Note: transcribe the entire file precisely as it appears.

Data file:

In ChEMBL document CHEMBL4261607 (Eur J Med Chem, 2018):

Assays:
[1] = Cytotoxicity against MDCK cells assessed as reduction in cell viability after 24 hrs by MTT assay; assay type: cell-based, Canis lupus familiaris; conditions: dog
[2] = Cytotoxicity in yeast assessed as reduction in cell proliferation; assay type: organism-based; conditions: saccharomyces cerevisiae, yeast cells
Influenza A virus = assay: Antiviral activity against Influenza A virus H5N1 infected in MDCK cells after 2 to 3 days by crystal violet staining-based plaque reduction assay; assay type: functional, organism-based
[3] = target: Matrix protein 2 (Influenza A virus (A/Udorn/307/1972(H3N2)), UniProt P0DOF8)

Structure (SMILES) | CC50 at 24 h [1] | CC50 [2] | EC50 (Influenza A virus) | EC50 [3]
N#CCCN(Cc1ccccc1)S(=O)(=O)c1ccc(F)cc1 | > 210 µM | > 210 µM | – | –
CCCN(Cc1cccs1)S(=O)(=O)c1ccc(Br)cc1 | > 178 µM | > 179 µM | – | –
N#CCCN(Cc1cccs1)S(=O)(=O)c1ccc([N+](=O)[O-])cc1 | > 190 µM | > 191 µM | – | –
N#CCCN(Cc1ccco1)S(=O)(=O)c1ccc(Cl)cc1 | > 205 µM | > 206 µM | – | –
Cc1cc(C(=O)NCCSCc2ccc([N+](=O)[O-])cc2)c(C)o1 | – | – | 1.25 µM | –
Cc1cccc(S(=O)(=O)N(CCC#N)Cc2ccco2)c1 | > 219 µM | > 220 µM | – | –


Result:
In ChEMBL document CHEMBL4261607 (Eur J Med Chem, 2018):

Assays:
[1] = Cytotoxicity against MDCK cells assessed as reduction in cell viability after 24 hrs by MTT assay; assay type: cell-based, Canis lupus familiaris; conditions: dog
[2] = Cytotoxicity in yeast assessed as reduction in cell proliferation; assay type: organism-based; conditions: saccharomyces cerevisiae, yeast cells
Influenza A virus = assay: Antiviral activity against Influenza A virus H5N1 infected in MDCK cells after 2 to 3 days by crystal violet staining-based plaque reduction assay; assay type: functional, organism-based
[3] = target: Matrix protein 2 (Influenza A virus (A/Udorn/307/1972(H3N2)), UniProt P0DOF8)

Structure (SMILES) | CC50 at 24 h [1] | CC50 [2] | EC50 (Influenza A virus) | EC50 [3]
N#CCCN(Cc1ccccc1)S(=O)(=O)c1ccc(F)cc1 | > 210 µM | > 210 µM | – | –
CCCN(Cc1cccs1)S(=O)(=O)c1ccc(Br)cc1 | > 178 µM | > 179 µM | – | –
N#CCCN(Cc1cccs1)S(=O)(=O)c1ccc([N+](=O)[O-])cc1 | > 190 µM | > 191 µM | – | –
N#CCCN(Cc1ccco1)S(=O)(=O)c1ccc(Cl)cc1 | > 205 µM | > 206 µM | – | –
Cc1cc(C(=O)NCCSCc2ccc([N+](=O)[O-])cc2)c(C)o1 | – | – | 1.25 µM | –
Cc1cccc(S(=O)(=O)N(CCC#N)Cc2ccco2)c1 | > 219 µM | > 220 µM | – | –